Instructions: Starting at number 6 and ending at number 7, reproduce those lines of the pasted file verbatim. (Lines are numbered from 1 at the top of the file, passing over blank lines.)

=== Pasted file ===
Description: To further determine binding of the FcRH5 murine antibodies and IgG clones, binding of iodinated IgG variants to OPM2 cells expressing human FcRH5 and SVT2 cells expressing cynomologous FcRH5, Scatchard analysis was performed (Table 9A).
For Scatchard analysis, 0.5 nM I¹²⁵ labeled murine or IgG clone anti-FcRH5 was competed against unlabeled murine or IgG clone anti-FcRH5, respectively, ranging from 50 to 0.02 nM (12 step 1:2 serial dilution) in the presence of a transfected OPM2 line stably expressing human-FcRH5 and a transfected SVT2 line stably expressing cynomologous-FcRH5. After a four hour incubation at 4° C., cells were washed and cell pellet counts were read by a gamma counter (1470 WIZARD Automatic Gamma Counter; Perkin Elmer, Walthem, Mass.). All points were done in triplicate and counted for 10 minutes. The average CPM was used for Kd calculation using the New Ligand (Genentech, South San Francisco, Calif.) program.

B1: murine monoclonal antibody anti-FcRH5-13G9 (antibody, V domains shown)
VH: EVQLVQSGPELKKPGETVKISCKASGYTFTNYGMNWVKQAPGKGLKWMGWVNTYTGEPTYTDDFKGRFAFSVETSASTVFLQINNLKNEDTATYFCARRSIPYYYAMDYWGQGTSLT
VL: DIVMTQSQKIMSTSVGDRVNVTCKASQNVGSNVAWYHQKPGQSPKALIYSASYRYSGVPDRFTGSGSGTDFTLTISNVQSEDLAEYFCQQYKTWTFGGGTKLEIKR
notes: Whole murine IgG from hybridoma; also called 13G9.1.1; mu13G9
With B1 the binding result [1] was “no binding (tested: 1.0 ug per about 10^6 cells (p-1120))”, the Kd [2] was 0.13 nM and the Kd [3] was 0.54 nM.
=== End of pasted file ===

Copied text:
notes: Whole murine IgG from hybridoma; also called 13G9.1.1; mu13G9
With B1 the binding result [1] was “no binding (tested: 1.0 ug per about 10^6 cells (p-1120))”, the Kd [2] was 0.13 nM and the Kd [3] was 0.54 nM.